The Coast Guard Must Enhance Its Polar Roles
The U.S. Coast Guard and Department of State are currently chairing an Arctic Council task force to develop a potentially binding search-and-rescue (SAR) agreement among the eight Arctic states. Coast Guard experts have also been members of delegations addressing Antarctic SAR and tourism. These are excellent and appropriate initiatives, given the service's federal responsibilities in maritime SAR and safety in both polar regions. But the timely actions are not enough. The Coast Guard must be more proactive and engaged to ensure that our many polar maritime interests are given proper attention. Importantly, what needs to be accomplished does not need to be directly linked to the justification and acquisition of polar icebreakers.
The following modest plan would energize and enhance the service's key roles in polar affairs.
- Arctic Council Involvement : The Coast Guard must be a regular member of the U.S. delegation to the Arctic Council to provide broad maritime expertise. This intergovernmental forum is an evolving policy body that will continue to address emerging marine issues.
- Arctic Emergencies Forum : The Coast Guard should assume the role of U.S. representative to the Arctic Council's working group on Emergency Prevention, Preparedness, and Response, now chaired by the United States. Officials at the Department of Energy staff both the chair and a lead U.S.-representative position. The Coast Guard can contribute maritime expertise, particularly in marine-pollution response.
- Arctic Ocean Protection : The service must be a regular member of the U.S. delegation to the Arctic Council's working group on Protection of the Arctic Marine Environment, which conducts assessments and drafts policy strategies for the Arctic ministers. The Arctic Marine Shipping Assessment (AMSA) was conducted under its auspices, and Coast Guard experts contributed extensively to the study. An Arctic Ocean Review is ongoing in the group, and the Coast Guard must participate in its development.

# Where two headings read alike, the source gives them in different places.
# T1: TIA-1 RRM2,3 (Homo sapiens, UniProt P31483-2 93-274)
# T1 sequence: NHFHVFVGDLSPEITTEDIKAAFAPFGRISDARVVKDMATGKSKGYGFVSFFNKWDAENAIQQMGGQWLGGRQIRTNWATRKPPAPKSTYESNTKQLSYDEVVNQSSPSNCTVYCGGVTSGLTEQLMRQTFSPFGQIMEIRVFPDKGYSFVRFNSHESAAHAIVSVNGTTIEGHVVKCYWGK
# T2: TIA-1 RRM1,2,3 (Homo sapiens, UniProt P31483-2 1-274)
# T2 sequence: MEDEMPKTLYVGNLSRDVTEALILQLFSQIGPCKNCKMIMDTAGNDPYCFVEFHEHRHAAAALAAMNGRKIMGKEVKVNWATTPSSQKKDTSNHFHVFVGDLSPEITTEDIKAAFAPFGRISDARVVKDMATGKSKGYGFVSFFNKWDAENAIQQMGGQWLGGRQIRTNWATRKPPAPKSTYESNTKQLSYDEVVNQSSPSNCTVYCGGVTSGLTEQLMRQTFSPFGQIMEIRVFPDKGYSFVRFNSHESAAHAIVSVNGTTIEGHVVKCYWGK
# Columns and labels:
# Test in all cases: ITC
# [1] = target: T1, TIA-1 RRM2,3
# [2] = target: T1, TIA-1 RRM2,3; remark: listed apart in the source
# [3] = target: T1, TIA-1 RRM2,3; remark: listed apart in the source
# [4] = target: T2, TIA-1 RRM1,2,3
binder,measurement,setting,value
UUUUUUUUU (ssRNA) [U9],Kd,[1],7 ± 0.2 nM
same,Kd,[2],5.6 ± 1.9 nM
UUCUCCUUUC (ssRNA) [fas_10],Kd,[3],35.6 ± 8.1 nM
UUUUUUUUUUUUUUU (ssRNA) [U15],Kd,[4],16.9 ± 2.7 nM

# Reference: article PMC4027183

- AMSA Implementation Plan : AMSA was released in 2009, and the Coast Guard has smartly developed an internal tracking system to facilitate implementation of its 17 recommendations. A publicly released implementation plan would be an important next step, similar to the U.S. Navy Arctic Roadmap of late 2009 and NOAA's Arctic Vision and Strategy to be released later in 2010.
- U.S. Delegation to the International Maritime Organization (IMO) : The Coast Guard should strengthen the polar maritime expertise of the U.S. delegation to the IMO, which it leads. The IMO is developing a mandatory code for polar ships and beginning to address safety and environmental protection issues unique to the Arctic. This requires new expertise in polar operations and ship design.
- Polar Code Implementation : A mandatory IMO polar code could be fully developed by 2013; included will be sections on safety equipment, ice-navigator standards, polar ship-construction standards, and more. The Coast Guard should draft regulations and develop an implementation strategy for applying the polar code in U.S. Arctic waters.
- Ice-Operations Capacity in the U.S. Arctic : The Coast Guard has no ice-capable ships that can operate in the shallow, ice-covered coastal waters of Alaska (where deep-draft polar icebreakers cannot operate) or in deeper ice-covered waters when polar icebreakers are unavailable. An ongoing Arctic mission analysis should yield requirements to fill this gap in federal maritime capability in terms of enforcement and security. Ice-capable, multi-mission buoy tenders may be one answer, but more options need to be explored.
- Antarctic Treaty Delegations : The Coast Guard should be a regular member of the U.S. delegation to the annual Antarctic Treaty consultative meetings, and of working groups, especially when issues related to marine operations and marine tourism are discussed.
- Arctic Oil-Spill Experts Group : In the wake of BP's massive 2010 Gulf oil spill, the service should consider establishing a group of experts to review the issues and research needs for responding to an Arctic marine oil spill.
- Future Polar Marine Operations : The service should sponsor and engage fully in technical and operational forums to discuss the future of polar marine operations, including offshore development, fishing, marine tourism, commercial ship voyaging, and infrastructure needs.
These suggested tasks are not onerous or expensive. However, they are crucial to furthering U.S. interests in the polar regions. And being more engaged can surely be beneficial in arguing the nation's future polar icebreaker needs. The Coast Guard has the responsibility and the professional polar expertise to engage actively in these pursuits, and all of us expect no less.